When Bill and I were newlyweds living in Greensboro, we were invited to supper at the home of a couple in our church who had been married quite a bit longer than we had been. I’m sure they had us over to help introduce us to people in the church, or to get to know us better since we were newcomers. I know we had a good time, because Mr. Hull was a great storyteller and always a lot of fun. But what I remember most about that evening is their yard had one of the most beautiful forsythia bushes I had ever seen. The forsythia bush at the Hulls’ house was not just one of the biggest I’d seen, it also had a beautiful shape to it. It sprayed out like fireworks, and looked like it grew there effortlessly, although I knew from my work as editor of Carolina Gardener magazine that beauty like that often came from some very skilled pruning.

I’ve always loved forsythia. Some people pooh-pooh the bush, because it only flowers for such a short time and is pretty non-descript when not in flower. But I love the little yellow flowers that to me mean springtime in the South. And I grew to love it even more when my roommate in college, Cynthia, said she always loved it because she used to think people were saying it was her flower — “For-Cynthia.” So of course I was drawn to that bush and it made an imprint on me. But even more than the fact that it was a forsythia, I remember thinking that night, “I hope someday that I live in a house long enough to have bushes that big and beautiful.”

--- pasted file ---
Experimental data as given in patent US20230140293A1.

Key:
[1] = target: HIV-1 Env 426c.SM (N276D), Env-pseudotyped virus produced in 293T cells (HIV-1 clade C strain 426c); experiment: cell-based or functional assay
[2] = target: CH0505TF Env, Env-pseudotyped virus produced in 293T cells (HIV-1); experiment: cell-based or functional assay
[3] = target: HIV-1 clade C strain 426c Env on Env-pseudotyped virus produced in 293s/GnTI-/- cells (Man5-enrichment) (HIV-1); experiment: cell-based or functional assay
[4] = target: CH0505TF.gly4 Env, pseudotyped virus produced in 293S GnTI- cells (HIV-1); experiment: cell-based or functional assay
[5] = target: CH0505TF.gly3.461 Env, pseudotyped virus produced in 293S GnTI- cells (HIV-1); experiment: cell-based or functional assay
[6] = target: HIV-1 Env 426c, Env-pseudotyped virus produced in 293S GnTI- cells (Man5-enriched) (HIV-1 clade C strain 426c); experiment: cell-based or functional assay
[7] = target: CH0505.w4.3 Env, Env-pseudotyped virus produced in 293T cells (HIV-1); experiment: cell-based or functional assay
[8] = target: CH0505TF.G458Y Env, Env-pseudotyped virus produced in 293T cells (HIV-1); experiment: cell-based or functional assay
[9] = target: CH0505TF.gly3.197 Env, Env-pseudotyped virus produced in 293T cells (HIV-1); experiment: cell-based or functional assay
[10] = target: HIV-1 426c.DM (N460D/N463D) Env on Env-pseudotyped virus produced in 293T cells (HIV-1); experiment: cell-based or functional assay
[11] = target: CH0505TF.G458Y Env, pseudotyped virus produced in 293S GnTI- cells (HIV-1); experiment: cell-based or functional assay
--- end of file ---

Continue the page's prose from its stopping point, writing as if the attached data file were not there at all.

That time has come. And not really because of any specific plan or goal. This is my view out the window of my office:

Every day for the past couple weeks, I’ve looked out at the blooms on this hydrangea, and marveled at the beauty of the lacy white set against the dark green of the woods. I’d love to take credit for the beautiful shape, but really I owe that to the deer. Yes, deer. Those animals that are one of the biggest garden pests have actually been a benefit to me. I’ve seen them, in the early spring when there’s not much green out in our woods, venture up to the edge of our yard and nibble the shoots coming out of my hydrangea. They’ve pruned the hydrangea so that it splays out like fireworks, just like that forsythia at the Hulls’ house.

There’s been a big gap in time from that night at dinner to now. And I have to admit, I didn’t consciously think to myself when we were landscaping this yard that I wanted to plant shrubs at the edge of our yard to grow big like the Hulls’. But for some reason this summer, when I looked out at the hydrangea, it brought back memories of that forsythia. And a satisfaction of sorts bubbled up inside me. I did it. I now have a bush in my yard like that forsythia. One that says to people, this family has invested time and love into their home, into building a life and a place for their family. And it all happened by accident.

A close-up of the hydrangea.